Optical PUFs can consist of a piece of, e.g., epoxy containing glass spheres, air bubbles or any kind of transparent scattering or reflecting particles. The epoxy can also be replaced by some other transparent means. Shining a laser through a PUF produces a speckle pattern which strongly depends on properties of the incoming wave front and on the internal structure of the PUF. The input (wave front) can be varied by shifting or tilting the laser beam or by changing the focus. The wave front can also be changed by selecting pixels out of the beam by means of selective blocking, e.g., with micro mirrors (DMDs) or by applying a pixel-dependent phase change. Variation of the wave front can be cheaply realized by placing a spatial light modulator (SLM) in the path of the laser beam. It is a disadvantage of such optical PUFs using laser light that they are expensive and not sufficiently robust It is therefore an object of the invention to provide an information carrier which is difficult to clone, cheap and robust. It is a further object of the invention to provide an integrated circuit for use in such an information carrier.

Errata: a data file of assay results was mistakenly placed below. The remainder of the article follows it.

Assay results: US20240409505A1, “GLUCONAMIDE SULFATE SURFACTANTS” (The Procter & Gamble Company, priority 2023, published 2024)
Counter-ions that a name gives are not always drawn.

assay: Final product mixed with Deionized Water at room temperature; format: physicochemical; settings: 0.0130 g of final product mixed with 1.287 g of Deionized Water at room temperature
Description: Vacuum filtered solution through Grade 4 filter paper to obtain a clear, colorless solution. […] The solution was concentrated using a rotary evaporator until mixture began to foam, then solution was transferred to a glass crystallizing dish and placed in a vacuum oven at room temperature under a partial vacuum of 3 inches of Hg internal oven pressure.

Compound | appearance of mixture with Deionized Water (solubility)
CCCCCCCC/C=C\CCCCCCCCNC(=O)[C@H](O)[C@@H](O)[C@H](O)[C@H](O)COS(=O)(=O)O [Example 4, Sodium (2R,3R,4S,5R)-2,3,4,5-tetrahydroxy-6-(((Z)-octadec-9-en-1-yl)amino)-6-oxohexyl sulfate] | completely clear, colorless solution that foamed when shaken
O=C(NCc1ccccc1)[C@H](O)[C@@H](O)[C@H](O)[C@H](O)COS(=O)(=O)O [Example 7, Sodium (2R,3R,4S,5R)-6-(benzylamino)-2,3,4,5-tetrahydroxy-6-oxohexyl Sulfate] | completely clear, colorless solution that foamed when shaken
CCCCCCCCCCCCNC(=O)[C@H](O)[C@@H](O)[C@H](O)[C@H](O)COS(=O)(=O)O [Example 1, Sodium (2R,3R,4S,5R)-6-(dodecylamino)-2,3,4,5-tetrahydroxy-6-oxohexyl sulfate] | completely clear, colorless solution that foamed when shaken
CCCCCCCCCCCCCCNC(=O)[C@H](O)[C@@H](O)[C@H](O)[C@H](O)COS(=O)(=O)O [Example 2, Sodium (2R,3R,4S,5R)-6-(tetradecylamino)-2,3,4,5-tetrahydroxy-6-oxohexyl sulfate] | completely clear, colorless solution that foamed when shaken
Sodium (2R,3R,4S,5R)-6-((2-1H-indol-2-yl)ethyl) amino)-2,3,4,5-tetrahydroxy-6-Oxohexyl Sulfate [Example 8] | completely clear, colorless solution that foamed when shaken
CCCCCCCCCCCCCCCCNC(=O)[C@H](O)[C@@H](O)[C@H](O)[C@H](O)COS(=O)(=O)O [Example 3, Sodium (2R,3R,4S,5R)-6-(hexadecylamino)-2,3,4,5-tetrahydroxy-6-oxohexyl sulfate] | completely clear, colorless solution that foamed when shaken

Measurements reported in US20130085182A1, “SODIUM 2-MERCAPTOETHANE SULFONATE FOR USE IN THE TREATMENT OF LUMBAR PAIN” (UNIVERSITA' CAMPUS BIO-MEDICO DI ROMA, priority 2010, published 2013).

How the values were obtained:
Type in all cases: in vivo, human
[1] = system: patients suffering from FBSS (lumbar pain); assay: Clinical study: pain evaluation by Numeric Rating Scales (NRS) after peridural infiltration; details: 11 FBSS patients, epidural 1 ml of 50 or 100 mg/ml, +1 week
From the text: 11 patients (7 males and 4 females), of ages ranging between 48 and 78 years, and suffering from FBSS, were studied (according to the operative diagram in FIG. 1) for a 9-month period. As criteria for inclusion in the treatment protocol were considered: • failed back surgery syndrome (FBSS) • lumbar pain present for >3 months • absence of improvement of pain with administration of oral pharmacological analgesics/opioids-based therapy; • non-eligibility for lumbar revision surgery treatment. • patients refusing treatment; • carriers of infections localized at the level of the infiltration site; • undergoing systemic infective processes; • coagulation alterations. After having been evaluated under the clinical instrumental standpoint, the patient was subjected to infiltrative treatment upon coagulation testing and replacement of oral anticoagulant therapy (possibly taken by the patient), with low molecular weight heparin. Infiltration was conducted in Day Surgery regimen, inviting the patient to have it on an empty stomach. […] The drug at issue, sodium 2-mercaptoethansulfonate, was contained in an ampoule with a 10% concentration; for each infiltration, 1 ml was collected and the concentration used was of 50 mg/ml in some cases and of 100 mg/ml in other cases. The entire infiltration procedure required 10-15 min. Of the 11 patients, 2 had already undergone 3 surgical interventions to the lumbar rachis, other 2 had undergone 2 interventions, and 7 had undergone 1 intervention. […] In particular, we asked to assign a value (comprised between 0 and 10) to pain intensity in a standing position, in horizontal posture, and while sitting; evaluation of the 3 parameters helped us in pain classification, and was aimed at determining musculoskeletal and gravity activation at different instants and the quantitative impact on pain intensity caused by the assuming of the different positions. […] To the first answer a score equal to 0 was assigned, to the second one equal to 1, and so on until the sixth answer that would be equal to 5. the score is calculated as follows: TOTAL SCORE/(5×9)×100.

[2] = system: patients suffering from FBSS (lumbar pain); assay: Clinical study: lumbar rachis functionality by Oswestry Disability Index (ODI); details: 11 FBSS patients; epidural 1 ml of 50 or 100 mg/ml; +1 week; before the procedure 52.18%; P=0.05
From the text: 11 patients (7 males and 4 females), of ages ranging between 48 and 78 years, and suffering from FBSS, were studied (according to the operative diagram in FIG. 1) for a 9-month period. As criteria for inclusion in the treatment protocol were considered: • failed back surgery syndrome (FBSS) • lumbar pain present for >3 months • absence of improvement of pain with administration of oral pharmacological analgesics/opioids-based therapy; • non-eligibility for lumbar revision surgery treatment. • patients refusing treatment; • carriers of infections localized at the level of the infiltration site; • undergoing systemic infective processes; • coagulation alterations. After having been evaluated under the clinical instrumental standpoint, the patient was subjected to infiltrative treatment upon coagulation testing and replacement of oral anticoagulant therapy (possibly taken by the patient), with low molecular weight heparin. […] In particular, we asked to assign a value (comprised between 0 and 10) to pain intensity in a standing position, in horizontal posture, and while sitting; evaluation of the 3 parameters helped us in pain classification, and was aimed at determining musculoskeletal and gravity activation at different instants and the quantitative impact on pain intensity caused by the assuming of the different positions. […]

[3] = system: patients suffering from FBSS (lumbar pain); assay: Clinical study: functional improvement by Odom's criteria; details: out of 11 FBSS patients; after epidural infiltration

The object is achieved according to the present invention by an information carrier as claimed in claim 1.
The invention is based on the recognition that a PUF is in fact a large capacity storage system. The characterization time Tchar, being the time required for complete characterization of the PUF, is a direct measure of the difficulty to clone the PUF. Tchar depends on the product of the capacity C and the response time Tdata i.e. the time required for the PUF to output a response to a given challenge, hence Tchar=C Tdata. A high response time and medium-capacity storage system thus fulfills the PUF requirements to be achieved according to the invention. I.e., according to the invention the response signal to be outputted is deliberately delayed to make it more difficult to get (read) a high number of challenge—response pairs which are required to clone the PUF in a reasonable time, or the output of the response signal is even completely prohibited, preferably when a maximum number of responses is exceeded. In this way a clone attempt is detected and the PUF is blocked.
In an embodiment, the information carrier according to the invention has the features claimed in claim 2. The memory, for instance, stores a database, e.g. in the form of a look-up table implemented as a ROM-table in the integrated circuit. Such ROM storage means are commercially available and are cheap.
In another embodiment, the information carrier according to the invention has the features claimed in claim 3. The encryption unit can replace the memory or be present in addition to it. Examples of encryption functions are RSA, (triple-)DES, NTRU and linear shift registers. In this embodiment (part of) the response data are not stored, but are computed by the encryption unit. In this embodiment the required storage space for storing the challenge—response pairs is limited.